The famous line at the end of “Saving Sargeant Private Ryan” should apply to all of us, not just private Ryan. If not for our military, we would not have freedom of speech, or freedom of religion, or freedom at all. “The Government” doesn’t give us our freedom, brave men and women did and still do. “Earn this” every day, and be thankful for those who died for our freedom, and for those who still serve today!
Risks giving birth a third time. 2′ 4″ tall. With pict.
That quote is burned in my memory from a book that my Great Aunt gave to me as a child. Her second husband, “Uncle Joe”, had been in the “American Expeditionary Forces” (the AEF) that were sent to France in WWI. Actually, it was a two volume set, blue in color, and each were approximately 18 inches tall and over a foot wide. They were chock full of old actual photos of the period. One of them, not the one below, had a picture of a machine gun nest that had just been hit by a direct hit from artillery, and all had perished. The smoke had not even cleared yet. And it had the quote above. Dying for your country is not glamorous. Dying for somebody else’s country must be a multitude worse.
“The AEF sustained about 320,000 casualties; 53,402 battle deaths, 63,114 non combat deaths and 204,000 wounded. The high casualty rate sustained at a time when Allied casualty rates were lighter can be attributed to Pershing not incorporating the latest tactics that were proving successful for other Allies Earlier in the war, Allied casualty rates had been horrific, but by the time American forces entered battle new technology and advanced tactics had reduced casualty rates dramatically. Although he was quick to adjust, his slightly outdated tactics, lack of equipment and poor logistics proved costly in American casualties. Also, as a result of grave medical and sanitary problems in training camps as well as in Europe, many troops of the AEF fell victim to disease, especially influenza.”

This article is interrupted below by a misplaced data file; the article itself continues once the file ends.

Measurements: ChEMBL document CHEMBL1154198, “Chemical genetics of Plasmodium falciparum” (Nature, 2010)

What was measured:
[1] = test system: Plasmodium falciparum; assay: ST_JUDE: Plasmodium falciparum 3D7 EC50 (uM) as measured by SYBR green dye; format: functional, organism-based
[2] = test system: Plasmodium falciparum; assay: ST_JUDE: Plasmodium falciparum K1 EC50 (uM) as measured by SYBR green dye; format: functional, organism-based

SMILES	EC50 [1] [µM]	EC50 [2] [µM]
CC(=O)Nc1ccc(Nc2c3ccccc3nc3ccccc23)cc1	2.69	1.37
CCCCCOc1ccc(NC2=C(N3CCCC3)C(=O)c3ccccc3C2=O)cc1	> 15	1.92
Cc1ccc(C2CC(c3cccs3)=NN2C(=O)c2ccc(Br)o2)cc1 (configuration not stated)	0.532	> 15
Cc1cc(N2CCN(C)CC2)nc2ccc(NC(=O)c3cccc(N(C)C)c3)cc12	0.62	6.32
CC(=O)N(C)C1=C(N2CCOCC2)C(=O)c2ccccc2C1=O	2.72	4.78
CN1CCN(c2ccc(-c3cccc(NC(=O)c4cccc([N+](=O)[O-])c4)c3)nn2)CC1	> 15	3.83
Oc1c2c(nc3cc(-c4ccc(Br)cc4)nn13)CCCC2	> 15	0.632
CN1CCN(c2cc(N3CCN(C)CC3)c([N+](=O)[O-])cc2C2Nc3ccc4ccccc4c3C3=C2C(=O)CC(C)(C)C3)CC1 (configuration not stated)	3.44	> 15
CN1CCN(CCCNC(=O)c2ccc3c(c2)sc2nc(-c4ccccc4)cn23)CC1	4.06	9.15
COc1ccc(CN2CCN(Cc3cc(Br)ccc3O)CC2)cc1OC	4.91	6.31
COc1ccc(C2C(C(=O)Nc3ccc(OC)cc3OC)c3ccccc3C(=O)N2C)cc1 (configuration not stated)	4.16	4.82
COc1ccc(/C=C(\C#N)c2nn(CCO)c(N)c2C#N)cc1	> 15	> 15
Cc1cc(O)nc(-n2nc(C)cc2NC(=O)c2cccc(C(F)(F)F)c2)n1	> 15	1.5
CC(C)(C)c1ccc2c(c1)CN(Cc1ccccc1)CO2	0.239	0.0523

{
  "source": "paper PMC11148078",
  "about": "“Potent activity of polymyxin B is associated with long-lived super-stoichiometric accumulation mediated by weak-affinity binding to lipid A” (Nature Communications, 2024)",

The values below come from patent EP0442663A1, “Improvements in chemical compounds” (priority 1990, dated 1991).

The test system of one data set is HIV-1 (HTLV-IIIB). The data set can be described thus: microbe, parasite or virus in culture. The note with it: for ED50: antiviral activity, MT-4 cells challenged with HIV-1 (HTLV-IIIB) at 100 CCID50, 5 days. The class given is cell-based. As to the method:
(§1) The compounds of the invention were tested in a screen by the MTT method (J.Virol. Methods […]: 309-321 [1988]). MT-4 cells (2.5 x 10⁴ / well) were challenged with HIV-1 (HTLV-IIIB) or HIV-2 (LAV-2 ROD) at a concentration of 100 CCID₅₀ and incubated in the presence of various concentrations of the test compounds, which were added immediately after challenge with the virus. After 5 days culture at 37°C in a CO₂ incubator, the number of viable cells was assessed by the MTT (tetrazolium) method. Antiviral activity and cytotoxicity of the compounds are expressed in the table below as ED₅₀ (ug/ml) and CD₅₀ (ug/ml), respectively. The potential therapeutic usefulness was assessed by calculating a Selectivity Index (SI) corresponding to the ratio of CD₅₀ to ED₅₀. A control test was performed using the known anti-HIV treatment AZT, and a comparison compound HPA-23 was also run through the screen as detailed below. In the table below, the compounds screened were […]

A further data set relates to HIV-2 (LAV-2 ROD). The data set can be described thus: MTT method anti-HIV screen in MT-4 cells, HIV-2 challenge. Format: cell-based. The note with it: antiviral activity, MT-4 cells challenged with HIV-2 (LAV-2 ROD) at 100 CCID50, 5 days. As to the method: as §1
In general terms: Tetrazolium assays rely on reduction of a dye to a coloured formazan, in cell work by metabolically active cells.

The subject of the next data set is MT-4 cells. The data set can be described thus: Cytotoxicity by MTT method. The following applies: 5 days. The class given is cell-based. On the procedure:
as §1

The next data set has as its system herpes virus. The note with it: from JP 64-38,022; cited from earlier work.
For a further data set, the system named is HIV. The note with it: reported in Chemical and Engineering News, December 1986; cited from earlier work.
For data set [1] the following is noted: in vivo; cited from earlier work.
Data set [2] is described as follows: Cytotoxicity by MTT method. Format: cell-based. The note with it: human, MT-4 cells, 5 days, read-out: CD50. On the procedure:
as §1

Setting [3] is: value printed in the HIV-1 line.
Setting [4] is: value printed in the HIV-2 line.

[Republished.] My father was in Korea sometime in 1952-1954. His highest rank was Sargent First Class.
He gave me his dress hat, his sargent stripes and his Third Infantry ID patch (blue and white diagonal stripes) when I was too young to appreciate them. I played with them when I was approximately 6-8 years old, but have long since lost them. I sure wish I had them now.
He was approximately 22 years old in the photos. My older sister was conceived before he shipped out and he never saw her until she was approximately 2 years old. My older brother was born 9 months after he returned home. I was an unwanted accident later. Thank God abortion wasn’t legal back then. 😉 My father died several years ago, but he would have been 77 if he was still alive. Attached are some photos that were taken approximately 55 years ago.
On the back of the top photo Dad wrote: “Vern Rystad & I. Vern is from Fosston Minnesota.” On the bottom he wrote “A “Willy Peter” shell 106# [White Phosphorus]